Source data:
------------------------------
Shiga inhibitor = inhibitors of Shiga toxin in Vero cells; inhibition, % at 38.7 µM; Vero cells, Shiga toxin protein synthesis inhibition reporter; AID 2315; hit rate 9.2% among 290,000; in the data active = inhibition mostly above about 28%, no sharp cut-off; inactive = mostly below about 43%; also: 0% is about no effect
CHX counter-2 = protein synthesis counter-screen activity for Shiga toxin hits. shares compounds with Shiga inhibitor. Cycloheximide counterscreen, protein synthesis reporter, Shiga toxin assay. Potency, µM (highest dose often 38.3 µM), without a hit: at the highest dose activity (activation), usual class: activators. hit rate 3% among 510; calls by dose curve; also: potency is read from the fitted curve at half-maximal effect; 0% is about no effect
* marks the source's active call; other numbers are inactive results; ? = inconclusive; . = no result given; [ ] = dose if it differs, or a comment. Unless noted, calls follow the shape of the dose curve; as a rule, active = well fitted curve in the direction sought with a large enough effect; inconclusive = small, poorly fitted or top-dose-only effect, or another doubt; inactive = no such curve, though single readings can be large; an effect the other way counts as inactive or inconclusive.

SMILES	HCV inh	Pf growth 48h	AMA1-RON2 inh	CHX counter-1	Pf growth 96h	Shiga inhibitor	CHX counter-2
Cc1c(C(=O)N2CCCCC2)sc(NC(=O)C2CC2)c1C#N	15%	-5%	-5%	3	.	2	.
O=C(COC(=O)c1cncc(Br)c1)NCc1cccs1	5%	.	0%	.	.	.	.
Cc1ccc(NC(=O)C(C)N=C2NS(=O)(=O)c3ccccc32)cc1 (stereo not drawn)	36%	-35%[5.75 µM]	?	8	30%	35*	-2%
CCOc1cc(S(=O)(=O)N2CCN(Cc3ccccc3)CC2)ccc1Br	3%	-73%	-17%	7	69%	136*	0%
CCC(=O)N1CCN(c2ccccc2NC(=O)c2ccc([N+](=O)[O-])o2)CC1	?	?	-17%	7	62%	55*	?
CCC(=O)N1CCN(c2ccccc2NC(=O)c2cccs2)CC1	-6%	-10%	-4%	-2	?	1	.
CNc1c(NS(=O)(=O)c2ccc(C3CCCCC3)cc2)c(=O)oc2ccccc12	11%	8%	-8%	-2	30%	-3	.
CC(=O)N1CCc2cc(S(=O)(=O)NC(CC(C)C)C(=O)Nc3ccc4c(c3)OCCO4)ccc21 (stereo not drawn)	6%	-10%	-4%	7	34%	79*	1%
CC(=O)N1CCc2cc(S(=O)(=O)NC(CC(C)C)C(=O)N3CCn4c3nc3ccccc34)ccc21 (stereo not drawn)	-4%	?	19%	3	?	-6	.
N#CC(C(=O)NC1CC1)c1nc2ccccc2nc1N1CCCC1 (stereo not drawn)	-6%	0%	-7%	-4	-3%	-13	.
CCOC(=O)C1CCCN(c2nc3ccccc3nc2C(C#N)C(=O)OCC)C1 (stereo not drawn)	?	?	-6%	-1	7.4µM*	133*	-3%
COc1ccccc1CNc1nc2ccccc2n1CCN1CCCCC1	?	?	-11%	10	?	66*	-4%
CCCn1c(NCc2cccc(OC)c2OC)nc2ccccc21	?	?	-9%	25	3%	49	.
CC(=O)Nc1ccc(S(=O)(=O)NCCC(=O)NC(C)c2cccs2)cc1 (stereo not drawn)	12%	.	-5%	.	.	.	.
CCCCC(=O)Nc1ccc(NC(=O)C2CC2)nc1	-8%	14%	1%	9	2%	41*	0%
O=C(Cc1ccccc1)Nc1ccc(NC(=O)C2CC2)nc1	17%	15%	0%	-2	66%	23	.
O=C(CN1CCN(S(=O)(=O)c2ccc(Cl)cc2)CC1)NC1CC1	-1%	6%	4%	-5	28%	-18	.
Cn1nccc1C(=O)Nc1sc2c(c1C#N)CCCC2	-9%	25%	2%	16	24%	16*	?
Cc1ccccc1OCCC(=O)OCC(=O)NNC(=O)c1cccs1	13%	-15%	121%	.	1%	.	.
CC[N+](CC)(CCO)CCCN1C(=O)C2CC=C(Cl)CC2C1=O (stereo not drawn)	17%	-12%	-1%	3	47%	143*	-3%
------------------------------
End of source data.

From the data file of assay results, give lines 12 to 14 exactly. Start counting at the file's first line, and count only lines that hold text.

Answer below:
CC(=O)N1CCc2cc(S(=O)(=O)NC(CC(C)C)C(=O)Nc3ccc4c(c3)OCCO4)ccc21 (stereo not drawn)	6%	-10%	-4%	7	34%	79*	1%
CC(=O)N1CCc2cc(S(=O)(=O)NC(CC(C)C)C(=O)N3CCn4c3nc3ccccc34)ccc21 (stereo not drawn)	-4%	?	19%	3	?	-6	.
N#CC(C(=O)NC1CC1)c1nc2ccccc2nc1N1CCCC1 (stereo not drawn)	-6%	0%	-7%	-4	-3%	-13	.